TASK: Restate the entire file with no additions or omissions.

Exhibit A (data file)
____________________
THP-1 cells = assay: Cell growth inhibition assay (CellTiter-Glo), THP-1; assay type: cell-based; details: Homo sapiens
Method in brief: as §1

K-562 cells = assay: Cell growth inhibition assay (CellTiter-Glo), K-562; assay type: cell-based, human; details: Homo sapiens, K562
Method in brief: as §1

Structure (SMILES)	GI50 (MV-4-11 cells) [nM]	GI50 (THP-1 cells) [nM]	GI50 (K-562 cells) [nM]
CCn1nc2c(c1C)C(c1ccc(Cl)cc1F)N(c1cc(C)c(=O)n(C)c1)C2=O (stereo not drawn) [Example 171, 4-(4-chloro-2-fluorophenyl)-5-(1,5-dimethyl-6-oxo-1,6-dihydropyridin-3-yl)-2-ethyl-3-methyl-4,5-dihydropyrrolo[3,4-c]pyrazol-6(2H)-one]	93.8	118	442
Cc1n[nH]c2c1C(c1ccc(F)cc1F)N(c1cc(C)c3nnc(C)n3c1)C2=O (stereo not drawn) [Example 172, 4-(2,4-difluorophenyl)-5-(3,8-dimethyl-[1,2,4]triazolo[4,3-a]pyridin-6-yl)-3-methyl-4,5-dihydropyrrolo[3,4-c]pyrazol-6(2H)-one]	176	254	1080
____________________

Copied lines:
THP-1 cells = assay: Cell growth inhibition assay (CellTiter-Glo), THP-1; assay type: cell-based; details: Homo sapiens
Method in brief: as §1

K-562 cells = assay: Cell growth inhibition assay (CellTiter-Glo), K-562; assay type: cell-based, human; details: Homo sapiens, K562
Method in brief: as §1

Structure (SMILES)	GI50 (MV-4-11 cells) [nM]	GI50 (THP-1 cells) [nM]	GI50 (K-562 cells) [nM]
CCn1nc2c(c1C)C(c1ccc(Cl)cc1F)N(c1cc(C)c(=O)n(C)c1)C2=O (stereo not drawn) [Example 171, 4-(4-chloro-2-fluorophenyl)-5-(1,5-dimethyl-6-oxo-1,6-dihydropyridin-3-yl)-2-ethyl-3-methyl-4,5-dihydropyrrolo[3,4-c]pyrazol-6(2H)-one]	93.8	118	442
Cc1n[nH]c2c1C(c1ccc(F)cc1F)N(c1cc(C)c3nnc(C)n3c1)C2=O (stereo not drawn) [Example 172, 4-(2,4-difluorophenyl)-5-(3,8-dimethyl-[1,2,4]triazolo[4,3-a]pyridin-6-yl)-3-methyl-4,5-dihydropyrrolo[3,4-c]pyrazol-6(2H)-one]	176	254	1080